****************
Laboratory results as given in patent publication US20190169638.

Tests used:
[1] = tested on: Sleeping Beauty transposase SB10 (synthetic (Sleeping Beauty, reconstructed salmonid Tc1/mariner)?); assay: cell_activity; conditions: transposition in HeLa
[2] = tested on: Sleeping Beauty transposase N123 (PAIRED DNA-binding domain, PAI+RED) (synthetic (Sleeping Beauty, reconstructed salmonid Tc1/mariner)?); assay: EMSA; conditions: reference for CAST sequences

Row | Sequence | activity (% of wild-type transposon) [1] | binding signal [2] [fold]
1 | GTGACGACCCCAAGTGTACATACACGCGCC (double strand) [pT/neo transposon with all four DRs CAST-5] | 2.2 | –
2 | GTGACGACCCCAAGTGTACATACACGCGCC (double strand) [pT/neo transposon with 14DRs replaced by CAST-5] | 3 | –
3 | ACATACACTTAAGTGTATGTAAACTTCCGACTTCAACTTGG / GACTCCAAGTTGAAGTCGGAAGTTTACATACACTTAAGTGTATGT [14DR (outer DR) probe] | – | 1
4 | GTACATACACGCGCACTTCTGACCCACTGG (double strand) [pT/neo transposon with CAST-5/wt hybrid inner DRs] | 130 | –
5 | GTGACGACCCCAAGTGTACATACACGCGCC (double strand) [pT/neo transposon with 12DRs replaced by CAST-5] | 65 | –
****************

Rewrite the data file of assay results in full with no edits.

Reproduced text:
Laboratory results as given in patent publication US20190169638.

Tests used:
[1] = tested on: Sleeping Beauty transposase SB10 (synthetic (Sleeping Beauty, reconstructed salmonid Tc1/mariner)?); assay: cell_activity; conditions: transposition in HeLa
[2] = tested on: Sleeping Beauty transposase N123 (PAIRED DNA-binding domain, PAI+RED) (synthetic (Sleeping Beauty, reconstructed salmonid Tc1/mariner)?); assay: EMSA; conditions: reference for CAST sequences

Row | Sequence | activity (% of wild-type transposon) [1] | binding signal [2] [fold]
1 | GTGACGACCCCAAGTGTACATACACGCGCC (double strand) [pT/neo transposon with all four DRs CAST-5] | 2.2 | –
2 | GTGACGACCCCAAGTGTACATACACGCGCC (double strand) [pT/neo transposon with 14DRs replaced by CAST-5] | 3 | –
3 | ACATACACTTAAGTGTATGTAAACTTCCGACTTCAACTTGG / GACTCCAAGTTGAAGTCGGAAGTTTACATACACTTAAGTGTATGT [14DR (outer DR) probe] | – | 1
4 | GTACATACACGCGCACTTCTGACCCACTGG (double strand) [pT/neo transposon with CAST-5/wt hybrid inner DRs] | 130 | –
5 | GTGACGACCCCAAGTGTACATACACGCGCC (double strand) [pT/neo transposon with 12DRs replaced by CAST-5] | 65 | –